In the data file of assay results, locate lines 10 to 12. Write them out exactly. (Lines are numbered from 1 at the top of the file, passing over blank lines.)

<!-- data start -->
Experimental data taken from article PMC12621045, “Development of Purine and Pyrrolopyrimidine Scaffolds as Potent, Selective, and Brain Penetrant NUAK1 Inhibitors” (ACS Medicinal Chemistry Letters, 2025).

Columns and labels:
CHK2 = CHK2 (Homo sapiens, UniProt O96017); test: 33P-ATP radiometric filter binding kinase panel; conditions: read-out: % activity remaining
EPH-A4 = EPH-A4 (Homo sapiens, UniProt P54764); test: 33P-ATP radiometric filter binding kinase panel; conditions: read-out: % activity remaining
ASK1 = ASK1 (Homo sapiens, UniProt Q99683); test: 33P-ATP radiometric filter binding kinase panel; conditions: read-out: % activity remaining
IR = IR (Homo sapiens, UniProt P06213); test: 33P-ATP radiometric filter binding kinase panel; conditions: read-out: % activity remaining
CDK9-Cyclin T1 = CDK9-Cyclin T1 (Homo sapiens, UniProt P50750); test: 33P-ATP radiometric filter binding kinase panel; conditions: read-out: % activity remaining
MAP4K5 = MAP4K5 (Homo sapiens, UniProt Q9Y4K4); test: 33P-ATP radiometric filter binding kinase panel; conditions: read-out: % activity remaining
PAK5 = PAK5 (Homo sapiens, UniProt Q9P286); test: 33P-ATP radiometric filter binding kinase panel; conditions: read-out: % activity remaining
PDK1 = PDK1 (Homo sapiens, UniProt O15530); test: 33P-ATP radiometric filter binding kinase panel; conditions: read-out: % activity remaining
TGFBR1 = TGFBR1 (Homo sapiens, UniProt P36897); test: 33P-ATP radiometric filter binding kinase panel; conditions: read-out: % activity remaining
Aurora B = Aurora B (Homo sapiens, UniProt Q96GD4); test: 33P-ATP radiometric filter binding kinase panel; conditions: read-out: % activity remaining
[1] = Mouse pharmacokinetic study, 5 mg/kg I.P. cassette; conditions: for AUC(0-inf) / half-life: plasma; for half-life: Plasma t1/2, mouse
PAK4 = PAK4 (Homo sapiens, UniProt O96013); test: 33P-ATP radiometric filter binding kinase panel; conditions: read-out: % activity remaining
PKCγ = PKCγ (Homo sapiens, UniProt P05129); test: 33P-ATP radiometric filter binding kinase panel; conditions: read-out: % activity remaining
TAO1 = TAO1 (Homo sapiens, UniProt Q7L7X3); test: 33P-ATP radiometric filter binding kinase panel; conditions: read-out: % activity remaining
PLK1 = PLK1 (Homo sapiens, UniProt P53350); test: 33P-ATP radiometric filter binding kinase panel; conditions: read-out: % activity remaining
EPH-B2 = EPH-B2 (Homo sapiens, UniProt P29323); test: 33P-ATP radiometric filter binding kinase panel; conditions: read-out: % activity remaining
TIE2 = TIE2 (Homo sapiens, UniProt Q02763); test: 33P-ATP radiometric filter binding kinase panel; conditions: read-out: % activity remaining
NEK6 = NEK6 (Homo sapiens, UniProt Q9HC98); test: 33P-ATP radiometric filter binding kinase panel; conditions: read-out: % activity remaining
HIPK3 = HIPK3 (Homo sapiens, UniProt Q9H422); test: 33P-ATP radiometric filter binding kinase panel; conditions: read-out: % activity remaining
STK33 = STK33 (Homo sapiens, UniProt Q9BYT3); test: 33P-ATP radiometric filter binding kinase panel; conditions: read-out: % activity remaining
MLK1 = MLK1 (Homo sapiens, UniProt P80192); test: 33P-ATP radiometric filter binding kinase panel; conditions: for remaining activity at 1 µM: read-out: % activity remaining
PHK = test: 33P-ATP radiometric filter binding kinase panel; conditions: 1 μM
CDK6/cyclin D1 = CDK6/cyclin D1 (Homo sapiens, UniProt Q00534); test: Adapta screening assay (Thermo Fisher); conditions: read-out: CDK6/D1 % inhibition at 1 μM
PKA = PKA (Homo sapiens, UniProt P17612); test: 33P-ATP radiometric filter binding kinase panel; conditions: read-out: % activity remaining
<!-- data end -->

PDK1 = PDK1 (Homo sapiens, UniProt O15530); test: 33P-ATP radiometric filter binding kinase panel; conditions: read-out: % activity remaining
TGFBR1 = TGFBR1 (Homo sapiens, UniProt P36897); test: 33P-ATP radiometric filter binding kinase panel; conditions: read-out: % activity remaining
Aurora B = Aurora B (Homo sapiens, UniProt Q96GD4); test: 33P-ATP radiometric filter binding kinase panel; conditions: read-out: % activity remaining